(240b) Automated Control Structure Design for Complex Energy Integrated Networks
High energy efficiency has become a critical need in modern chemical plants, driven by the increasing energy cost. Energy integration in chemical plants has been an active topic of research, as it enables reduction of external energy consumption, and thus, leads to lower operational costs. However, such integration poses several challenges to the operation and control of a chemical plant, especially in the context of transitions between different operating points. To this end, extensive research activity is currently being pursued on the control of large-scale energy integrated plants.
In our previous work , we developed a generic, scalable graph-theoretic framework which can be used to analyze such plants with segregation of the energy flows in different orders of magnitude. Such plants exhibit multi-time scale dynamics and are amenable to a hierarchical control approach. Control structure design in each time scale is facilitated by the developed graph theory method. On the other hand, in many integrated plants, tight integration does not necessarily result in segregation of the energy flows in different orders of magnitude. Examples include cases whereby a large amount of energy is recovered and used to preheat different process streams through several process units, leading to energy recycle and throughput flows of comparable orders of magnitude. Control structure design in these plants is a non-trivial task which greatly affects their operability and controllability.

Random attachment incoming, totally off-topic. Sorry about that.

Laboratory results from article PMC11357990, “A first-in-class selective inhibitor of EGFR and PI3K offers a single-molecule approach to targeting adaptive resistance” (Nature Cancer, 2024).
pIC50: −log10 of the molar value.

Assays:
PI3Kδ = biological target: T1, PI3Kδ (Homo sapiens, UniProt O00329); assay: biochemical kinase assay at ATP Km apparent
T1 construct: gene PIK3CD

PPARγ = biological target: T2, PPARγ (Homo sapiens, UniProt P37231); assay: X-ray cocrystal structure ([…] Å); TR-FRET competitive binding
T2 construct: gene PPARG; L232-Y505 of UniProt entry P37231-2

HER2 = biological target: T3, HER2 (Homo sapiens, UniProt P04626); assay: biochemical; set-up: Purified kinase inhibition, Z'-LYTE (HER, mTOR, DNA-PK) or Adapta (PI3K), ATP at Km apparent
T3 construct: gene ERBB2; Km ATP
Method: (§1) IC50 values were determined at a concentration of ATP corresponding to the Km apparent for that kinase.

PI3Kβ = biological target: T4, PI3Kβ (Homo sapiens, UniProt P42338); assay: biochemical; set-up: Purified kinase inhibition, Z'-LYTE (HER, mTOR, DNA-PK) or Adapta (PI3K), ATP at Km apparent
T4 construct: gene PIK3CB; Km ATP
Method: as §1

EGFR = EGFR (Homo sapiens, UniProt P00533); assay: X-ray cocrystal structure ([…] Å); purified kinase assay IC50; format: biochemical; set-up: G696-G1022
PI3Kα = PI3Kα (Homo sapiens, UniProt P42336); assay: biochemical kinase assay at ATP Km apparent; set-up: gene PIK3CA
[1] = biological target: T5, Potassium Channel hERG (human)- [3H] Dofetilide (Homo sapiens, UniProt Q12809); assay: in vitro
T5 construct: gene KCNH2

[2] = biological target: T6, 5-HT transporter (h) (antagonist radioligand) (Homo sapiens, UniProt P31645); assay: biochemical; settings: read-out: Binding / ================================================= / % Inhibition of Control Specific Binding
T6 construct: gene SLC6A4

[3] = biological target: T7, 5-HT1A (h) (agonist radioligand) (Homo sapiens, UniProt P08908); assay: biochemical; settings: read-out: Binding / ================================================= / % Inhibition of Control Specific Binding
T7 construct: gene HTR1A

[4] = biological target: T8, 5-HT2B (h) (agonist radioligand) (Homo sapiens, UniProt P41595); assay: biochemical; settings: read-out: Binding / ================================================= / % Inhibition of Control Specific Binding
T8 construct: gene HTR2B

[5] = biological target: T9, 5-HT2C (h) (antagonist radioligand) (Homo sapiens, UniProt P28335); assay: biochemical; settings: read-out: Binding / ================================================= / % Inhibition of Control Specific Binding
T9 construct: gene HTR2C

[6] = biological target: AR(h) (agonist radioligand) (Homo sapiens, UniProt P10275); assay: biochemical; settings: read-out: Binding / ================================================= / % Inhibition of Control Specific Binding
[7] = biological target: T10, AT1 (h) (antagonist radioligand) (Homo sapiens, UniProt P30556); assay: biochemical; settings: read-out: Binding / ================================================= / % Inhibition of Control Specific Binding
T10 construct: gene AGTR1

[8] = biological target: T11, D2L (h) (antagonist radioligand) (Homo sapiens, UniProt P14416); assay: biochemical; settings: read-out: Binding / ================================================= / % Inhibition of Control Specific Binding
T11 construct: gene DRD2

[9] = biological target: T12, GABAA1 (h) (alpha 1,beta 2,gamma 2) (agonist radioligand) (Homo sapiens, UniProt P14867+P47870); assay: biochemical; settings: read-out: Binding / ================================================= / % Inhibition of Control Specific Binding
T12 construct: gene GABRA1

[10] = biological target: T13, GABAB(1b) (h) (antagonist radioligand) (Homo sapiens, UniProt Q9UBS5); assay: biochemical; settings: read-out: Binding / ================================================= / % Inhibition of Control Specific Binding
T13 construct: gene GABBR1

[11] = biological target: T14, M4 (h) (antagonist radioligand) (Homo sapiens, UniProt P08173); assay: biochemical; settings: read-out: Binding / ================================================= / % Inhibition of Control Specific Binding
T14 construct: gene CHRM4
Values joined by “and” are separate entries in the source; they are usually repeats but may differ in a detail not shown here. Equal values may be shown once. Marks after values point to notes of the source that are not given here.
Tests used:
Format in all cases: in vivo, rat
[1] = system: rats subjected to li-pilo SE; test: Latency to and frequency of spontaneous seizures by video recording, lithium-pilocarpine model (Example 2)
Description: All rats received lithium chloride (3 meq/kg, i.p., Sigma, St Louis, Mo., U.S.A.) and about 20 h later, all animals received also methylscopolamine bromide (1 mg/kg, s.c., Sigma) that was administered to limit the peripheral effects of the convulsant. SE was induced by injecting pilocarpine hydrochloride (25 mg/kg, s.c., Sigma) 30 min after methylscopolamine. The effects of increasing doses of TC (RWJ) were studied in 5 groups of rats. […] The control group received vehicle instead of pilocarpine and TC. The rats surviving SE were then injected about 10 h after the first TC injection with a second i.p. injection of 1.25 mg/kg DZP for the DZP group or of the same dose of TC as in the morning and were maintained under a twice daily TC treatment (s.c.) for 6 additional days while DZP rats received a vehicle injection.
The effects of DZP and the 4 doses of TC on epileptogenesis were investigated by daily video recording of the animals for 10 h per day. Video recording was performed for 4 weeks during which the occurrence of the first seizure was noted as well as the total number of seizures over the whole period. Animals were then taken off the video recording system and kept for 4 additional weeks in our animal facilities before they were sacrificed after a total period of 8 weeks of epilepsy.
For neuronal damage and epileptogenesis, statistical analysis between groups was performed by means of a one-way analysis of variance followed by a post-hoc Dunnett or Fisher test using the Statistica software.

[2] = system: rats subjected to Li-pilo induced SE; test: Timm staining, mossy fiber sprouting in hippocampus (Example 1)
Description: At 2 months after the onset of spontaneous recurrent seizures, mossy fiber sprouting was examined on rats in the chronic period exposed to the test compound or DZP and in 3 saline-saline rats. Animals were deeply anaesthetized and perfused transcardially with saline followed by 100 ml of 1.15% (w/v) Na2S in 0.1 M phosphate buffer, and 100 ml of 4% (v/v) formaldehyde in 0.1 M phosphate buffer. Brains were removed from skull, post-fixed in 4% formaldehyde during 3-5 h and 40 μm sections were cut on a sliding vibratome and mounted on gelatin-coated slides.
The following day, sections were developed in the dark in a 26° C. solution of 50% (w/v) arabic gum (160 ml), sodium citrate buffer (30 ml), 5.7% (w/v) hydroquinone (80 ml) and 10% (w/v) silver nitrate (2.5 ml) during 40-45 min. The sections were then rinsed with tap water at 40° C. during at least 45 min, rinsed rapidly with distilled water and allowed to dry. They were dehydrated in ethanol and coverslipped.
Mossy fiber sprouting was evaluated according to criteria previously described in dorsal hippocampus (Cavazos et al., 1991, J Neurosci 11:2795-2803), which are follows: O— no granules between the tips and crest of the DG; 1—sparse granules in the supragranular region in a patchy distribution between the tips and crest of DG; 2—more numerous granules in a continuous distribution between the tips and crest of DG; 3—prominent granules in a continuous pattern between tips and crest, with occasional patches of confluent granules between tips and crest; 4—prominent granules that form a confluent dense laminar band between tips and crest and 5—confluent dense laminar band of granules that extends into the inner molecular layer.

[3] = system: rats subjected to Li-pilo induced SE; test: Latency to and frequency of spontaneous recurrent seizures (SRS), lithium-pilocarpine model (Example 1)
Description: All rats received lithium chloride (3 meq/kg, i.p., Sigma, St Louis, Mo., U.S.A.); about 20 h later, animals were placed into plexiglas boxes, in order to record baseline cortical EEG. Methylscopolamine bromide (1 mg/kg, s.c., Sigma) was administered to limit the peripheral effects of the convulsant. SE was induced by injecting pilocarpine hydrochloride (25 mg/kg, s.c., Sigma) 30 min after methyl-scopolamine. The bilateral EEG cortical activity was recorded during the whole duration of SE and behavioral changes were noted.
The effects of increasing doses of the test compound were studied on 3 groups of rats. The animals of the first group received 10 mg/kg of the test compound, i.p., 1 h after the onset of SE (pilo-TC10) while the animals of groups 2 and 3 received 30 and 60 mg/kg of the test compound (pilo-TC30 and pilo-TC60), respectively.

To this end, in this work, we propose a framework for the design of multi-loop control structures for general complex energy integrated networks, in an automated manner. We first transform such networks into an energy flow graph, where nodes represent individual process units and edges represent energy flows. Afterwards, an equation graph, which captures the interdependencies among the process variables, is constructed, exploiting the connectivity information of the energy flow graph. Next, the proposed algorithm identifies all the paths connecting the inputs and the outputs in the equation graph, and computes the corresponding relative degrees. Finally, an integer programming (IP) formulation allows obtaining optimal input/output pairing sets, which minimize the “structural coupling”, expressed in terms of the relative degrees, in the network. The optimization formulation can be augmented with constraints that dictate input/output pairs that should be included in or excluded from the control structure based on practical considerations. The method is also extended to allow for the synthesis of block decentralized control structures. The entire method is automated within an object oriented programming environment.
The application of the proposed framework is demonstrated through a case study in a representative chemical plant. Specifically, we consider an energy integrated solid oxide fuel cell (SOFC) system coupled with a reformer for hydrogen production . First, we apply the proposed framework to the network to propose an optimal control structure. Then, we perform closed-loop simulations to illustrate the effectiveness of the proposed control structure, and compare the results with those presented in .
 Seongmin Heo, Sujit S. Jogwar, Srinivas Rangarajan and Prodromos Daoutidis, “Graph Reduction for Hierarchical Control of Energy Integrated Process Networks”, Decision and Control (CDC), 51st Annual Conference on, IEEE, 6388-6393, 2012
 Dimitrios Georgis, Sujit S. Jogwar, Ali S. Almansoori, and Prodromos Daoutidis, “Design and control of energy integrated SOFC systems for in situ hydrogen production and power generation”, Comput. Chem. Eng., 35(9):1691-1704, 2011